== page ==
When testing offers and CTAs, consider marketing’s “Rule of 100,” which states products under $100 look better with a percentage discount. If the product's over $100, then dollar amount discounts are more appealing.
In the same vein, you can also test your call-to-action that pushes your offer. For instance, you can
- test different CTA copy
- try different placements for the CTA button
- change the color of the CTA button
- see if a CTA link or button works better
Here's an example from Vitacost, which has not one, but two CTA buttons in different areas of the email:
3. Design and format
Plain-text vs. HTML? Images or no images? It's not your decision to make. At least, not until the people have spoken.
It's another reason to A/B test emails to see what works. Because—trust us—these things will impact your email marketing success.
Some emails (like newsletters) perform better with text and simple visuals sprinkled throughout. Others (like promotional emails) fare better with an interactive HTML email design.
Here's an example from Loom, which formats their email using a mix of plain-text and HTML design elements:
ClickUp, on the other hand, goes all out with HTML designs and even includes GIFs.
Once you determine what works and resonates with your audience, you can build email templates based on your findings to speed up the process.
4. Email length
What’s going to work better for you? Short emails that are sweet and to the point? Or longer emails with in-depth details, complete with a FAQ section?
Test your email’s length to identify the perfect sweet spot. Again, the length will depend on the type of marketing email you send and the goals you set.
A newsletter is obviously going to require some more real estate, while a flash sale promo email might only need a single headline.
Here's a great example from Wayfair:
Just one sentence and attractive imagery with a prominent CTA button front and center. (This typically works well in eCommerce email marketing because consumers are quicker to buy or at least window-shop.)
5. Time of day and frequency
The time of day you send emails matters because it can determine whether they're opened or overlooked. Some folks are early birds and like to start the day in their inbox. Others prefer to wait until late in the morning or early afternoon to read messages.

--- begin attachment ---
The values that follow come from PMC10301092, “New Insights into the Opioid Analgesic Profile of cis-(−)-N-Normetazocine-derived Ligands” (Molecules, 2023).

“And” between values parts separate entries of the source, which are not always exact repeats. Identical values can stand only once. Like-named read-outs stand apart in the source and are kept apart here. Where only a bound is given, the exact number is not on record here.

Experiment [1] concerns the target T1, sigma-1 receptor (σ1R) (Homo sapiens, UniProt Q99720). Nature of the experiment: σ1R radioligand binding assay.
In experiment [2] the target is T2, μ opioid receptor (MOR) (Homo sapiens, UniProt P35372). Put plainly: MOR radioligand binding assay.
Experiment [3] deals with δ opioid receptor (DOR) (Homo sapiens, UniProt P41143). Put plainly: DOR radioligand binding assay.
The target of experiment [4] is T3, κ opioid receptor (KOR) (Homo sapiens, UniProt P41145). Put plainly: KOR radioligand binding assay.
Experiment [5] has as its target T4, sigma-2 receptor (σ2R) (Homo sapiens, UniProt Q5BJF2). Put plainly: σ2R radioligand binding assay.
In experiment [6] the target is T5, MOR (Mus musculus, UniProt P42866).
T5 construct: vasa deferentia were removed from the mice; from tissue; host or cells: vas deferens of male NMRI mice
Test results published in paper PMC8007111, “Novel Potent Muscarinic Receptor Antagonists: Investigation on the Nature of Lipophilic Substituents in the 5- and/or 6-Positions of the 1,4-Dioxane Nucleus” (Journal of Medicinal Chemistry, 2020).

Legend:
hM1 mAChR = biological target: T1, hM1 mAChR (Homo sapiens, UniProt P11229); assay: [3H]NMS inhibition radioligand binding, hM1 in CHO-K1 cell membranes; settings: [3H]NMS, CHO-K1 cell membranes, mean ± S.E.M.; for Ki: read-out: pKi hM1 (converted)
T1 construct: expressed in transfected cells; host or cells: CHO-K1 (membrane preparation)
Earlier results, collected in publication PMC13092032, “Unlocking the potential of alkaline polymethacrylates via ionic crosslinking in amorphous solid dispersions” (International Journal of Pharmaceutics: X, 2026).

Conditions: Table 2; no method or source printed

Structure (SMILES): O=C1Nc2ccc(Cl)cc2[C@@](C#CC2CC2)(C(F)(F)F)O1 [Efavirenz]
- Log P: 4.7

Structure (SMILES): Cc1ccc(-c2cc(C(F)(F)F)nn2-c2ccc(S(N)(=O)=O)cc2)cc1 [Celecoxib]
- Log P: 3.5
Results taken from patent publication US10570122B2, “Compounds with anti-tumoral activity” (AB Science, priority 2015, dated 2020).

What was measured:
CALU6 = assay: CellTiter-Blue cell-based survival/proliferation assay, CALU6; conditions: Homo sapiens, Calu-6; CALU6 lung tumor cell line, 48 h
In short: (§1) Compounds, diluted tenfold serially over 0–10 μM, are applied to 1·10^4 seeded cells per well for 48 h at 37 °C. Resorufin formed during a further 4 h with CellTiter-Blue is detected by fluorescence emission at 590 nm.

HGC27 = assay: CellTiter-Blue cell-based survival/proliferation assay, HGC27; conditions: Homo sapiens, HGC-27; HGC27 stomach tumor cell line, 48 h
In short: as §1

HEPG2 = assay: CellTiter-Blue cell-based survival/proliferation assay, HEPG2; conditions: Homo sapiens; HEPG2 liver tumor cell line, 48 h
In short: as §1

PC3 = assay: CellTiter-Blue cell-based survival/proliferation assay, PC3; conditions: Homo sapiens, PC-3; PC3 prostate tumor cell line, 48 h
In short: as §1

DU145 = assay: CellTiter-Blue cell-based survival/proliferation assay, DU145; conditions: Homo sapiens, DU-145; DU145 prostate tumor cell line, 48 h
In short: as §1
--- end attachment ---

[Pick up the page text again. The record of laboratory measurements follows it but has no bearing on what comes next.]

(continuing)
A report from Litmus shows that in America, the best send time is 10 am (download the full report in the link). And the best times overall are between 9 am and 2 pm.
Then the best days of the week to send emails, according to Campaign Monitor, are Mondays for open rates and Tuesdays for click-through rates.
Of course, you should test every time and day of the week to find what works best for you. You might find that your audience prefers going through promotional and branded emails at night or over the weekend.
To add, you also want to test how frequently you send your marketing emails.
Every day might be packing it on a bit too heavy and will have your list running for the hills, while once a month will have your audience scratching their head to remember who you are.
Find the frequency that works best for both you and your audience. Then stay consistent with it.
There’s a lot to test here, and we recommend you don’t skimp on this. For starters, 80% of consumers are more likely to purchase from brands that provide a personalized experience.
This extends to your marketing emails.
Personalization can come in many forms, including
- using customer data to recommend products just for them (it’s said that a whopping 91% of consumers are more likely to buy from brands that remember and recommend relevant offers)
- using the subscriber’s name in the subject line
- sending birthday or anniversary offers
- + so much more
Take this Credit Karma example below, where they personalize their email by calling out the recipient’s credit score.